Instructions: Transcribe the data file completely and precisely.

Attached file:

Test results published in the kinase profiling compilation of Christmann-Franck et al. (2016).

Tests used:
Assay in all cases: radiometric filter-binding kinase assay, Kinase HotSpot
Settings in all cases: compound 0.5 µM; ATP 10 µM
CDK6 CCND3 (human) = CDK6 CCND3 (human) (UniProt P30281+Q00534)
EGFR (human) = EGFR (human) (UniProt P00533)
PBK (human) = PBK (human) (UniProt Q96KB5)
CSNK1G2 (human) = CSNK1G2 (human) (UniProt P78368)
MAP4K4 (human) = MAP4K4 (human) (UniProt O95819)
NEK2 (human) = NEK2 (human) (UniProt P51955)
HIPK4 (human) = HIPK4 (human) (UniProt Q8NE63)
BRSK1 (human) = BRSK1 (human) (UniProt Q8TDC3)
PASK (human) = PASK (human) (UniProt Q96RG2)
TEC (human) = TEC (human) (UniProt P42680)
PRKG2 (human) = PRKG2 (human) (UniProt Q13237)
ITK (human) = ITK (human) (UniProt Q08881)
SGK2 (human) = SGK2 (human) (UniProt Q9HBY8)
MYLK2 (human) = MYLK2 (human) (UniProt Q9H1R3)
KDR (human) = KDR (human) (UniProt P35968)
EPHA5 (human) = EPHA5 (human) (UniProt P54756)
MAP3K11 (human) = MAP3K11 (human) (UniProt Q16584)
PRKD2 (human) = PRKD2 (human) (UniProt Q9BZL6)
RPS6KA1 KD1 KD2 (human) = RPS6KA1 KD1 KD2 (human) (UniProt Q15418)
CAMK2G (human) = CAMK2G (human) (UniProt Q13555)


Test results published in the kinase profiling compilation of Christmann-Franck et al. (2016).

Tests used:
Assay in all cases: radiometric filter-binding kinase assay, Kinase HotSpot
Settings in all cases: compound 0.5 µM; ATP 10 µM
CDK6 CCND3 (human) = CDK6 CCND3 (human) (UniProt P30281+Q00534)
EGFR (human) = EGFR (human) (UniProt P00533)
PBK (human) = PBK (human) (UniProt Q96KB5)
CSNK1G2 (human) = CSNK1G2 (human) (UniProt P78368)
MAP4K4 (human) = MAP4K4 (human) (UniProt O95819)
NEK2 (human) = NEK2 (human) (UniProt P51955)
HIPK4 (human) = HIPK4 (human) (UniProt Q8NE63)
BRSK1 (human) = BRSK1 (human) (UniProt Q8TDC3)
PASK (human) = PASK (human) (UniProt Q96RG2)
TEC (human) = TEC (human) (UniProt P42680)
PRKG2 (human) = PRKG2 (human) (UniProt Q13237)
ITK (human) = ITK (human) (UniProt Q08881)
SGK2 (human) = SGK2 (human) (UniProt Q9HBY8)
MYLK2 (human) = MYLK2 (human) (UniProt Q9H1R3)
KDR (human) = KDR (human) (UniProt P35968)
EPHA5 (human) = EPHA5 (human) (UniProt P54756)
MAP3K11 (human) = MAP3K11 (human) (UniProt Q16584)
PRKD2 (human) = PRKD2 (human) (UniProt Q9BZL6)
RPS6KA1 KD1 KD2 (human) = RPS6KA1 KD1 KD2 (human) (UniProt Q15418)
CAMK2G (human) = CAMK2G (human) (UniProt Q13555)